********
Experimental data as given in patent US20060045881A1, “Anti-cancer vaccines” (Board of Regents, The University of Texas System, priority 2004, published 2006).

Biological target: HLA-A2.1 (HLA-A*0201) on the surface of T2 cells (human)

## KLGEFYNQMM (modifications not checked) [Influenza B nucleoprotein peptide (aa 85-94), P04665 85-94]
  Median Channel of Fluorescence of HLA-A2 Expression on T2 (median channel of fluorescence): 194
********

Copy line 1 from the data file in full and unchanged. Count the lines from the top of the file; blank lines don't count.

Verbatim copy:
Experimental data as given in patent US20060045881A1, “Anti-cancer vaccines” (Board of Regents, The University of Texas System, priority 2004, published 2006).